The Steelers decided to bring another veteran long-snapper into camp this year for whatever reason. That tells me all might not be well with Warren’s roster spot. He’s been mostly solid for Pittsburgh and rarely makes a mistake, but he has had some injury issues in the past. That hasn’t happened in awhile, but Matt Katula might have some ability to unseat him with a strong showing.
I really am excited to see how Brown does on defense after being the team’s top special teamer last year. The guy has a ton of big play potential and we’re going to get a good look at it while he battles for the starting job.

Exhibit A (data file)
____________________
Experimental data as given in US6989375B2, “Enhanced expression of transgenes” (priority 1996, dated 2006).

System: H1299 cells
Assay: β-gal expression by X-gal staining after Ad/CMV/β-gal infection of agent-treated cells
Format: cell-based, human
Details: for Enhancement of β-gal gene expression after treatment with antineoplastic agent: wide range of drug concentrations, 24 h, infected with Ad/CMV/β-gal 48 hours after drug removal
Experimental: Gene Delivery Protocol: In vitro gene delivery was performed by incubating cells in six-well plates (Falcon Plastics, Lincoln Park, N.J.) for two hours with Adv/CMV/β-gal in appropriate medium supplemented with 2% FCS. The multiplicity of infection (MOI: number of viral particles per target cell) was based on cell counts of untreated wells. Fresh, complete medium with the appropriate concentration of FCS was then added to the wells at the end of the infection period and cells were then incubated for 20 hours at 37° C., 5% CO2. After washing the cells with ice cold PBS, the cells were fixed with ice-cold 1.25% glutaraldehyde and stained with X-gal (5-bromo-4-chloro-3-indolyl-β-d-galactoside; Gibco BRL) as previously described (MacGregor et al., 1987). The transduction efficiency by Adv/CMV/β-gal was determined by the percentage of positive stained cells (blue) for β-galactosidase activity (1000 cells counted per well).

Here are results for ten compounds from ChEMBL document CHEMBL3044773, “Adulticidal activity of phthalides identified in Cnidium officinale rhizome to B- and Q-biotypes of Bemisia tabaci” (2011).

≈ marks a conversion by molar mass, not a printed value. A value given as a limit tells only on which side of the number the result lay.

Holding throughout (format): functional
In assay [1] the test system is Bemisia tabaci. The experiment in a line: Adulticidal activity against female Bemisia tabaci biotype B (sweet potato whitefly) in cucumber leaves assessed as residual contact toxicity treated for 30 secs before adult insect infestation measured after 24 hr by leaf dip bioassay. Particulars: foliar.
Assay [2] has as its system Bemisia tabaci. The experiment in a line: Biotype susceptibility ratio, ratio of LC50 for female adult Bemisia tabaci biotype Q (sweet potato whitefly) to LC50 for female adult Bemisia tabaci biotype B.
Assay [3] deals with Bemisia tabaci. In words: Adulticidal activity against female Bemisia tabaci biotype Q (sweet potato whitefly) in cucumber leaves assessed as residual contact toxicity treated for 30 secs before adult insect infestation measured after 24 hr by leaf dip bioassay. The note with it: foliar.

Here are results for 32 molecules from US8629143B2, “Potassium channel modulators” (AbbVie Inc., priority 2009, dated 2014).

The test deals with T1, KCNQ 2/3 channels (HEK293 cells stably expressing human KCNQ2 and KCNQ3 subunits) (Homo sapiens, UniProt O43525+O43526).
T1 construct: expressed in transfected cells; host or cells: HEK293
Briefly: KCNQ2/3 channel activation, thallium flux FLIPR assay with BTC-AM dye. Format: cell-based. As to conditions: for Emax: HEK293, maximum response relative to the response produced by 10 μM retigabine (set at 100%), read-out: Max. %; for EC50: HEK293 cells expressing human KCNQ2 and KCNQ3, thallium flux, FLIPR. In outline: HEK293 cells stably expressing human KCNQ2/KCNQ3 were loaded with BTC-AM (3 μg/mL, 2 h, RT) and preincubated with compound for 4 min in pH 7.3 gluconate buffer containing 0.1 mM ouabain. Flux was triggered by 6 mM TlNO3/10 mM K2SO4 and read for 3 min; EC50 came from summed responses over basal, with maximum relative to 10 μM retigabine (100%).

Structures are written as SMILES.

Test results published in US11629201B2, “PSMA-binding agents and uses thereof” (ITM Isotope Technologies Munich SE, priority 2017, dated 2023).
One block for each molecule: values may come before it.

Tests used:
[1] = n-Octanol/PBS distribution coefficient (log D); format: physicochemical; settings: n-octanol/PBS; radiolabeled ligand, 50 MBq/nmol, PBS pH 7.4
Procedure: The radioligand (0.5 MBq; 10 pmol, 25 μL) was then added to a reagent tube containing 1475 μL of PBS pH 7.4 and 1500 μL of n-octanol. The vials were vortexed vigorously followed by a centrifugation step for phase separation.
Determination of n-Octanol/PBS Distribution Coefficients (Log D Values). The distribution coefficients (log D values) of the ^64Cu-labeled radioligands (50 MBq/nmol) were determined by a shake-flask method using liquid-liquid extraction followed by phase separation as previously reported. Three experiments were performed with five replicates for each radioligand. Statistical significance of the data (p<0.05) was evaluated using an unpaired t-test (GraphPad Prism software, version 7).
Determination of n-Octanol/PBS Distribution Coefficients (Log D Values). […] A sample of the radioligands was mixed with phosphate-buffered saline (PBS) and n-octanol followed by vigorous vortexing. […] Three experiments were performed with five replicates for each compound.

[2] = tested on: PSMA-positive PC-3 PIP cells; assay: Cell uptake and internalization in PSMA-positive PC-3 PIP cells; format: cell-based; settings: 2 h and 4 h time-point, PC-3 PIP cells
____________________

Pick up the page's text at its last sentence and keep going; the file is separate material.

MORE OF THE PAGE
Lewis has predicted a Pro Bowl year. That means that every fan should get their popcorn ready for the show. No, I’m not talking about how he will definitely do that, but he will work tirelessly to get there. That alone will be worth watching. It’s always fun to see a young player blossom. This could be Lewis’ year.
Allen had a solid rookie year even though he didn’t get a lot of opportunities. I will be curious to see how he does now that he’s got a shot to start. He surprised many last year simply by making the team and dressing for many games. If he can prove himself, he could get a lot of time this year.
Redman is ascending to the starting job at running back, a hallowed job in this town. How he plays will be a huge factor in the team’s success in 2012. He will likely be the team’s most watched starter in many respects. There are players lined up behind him begging for a chance too, so failure isn’t an option for him.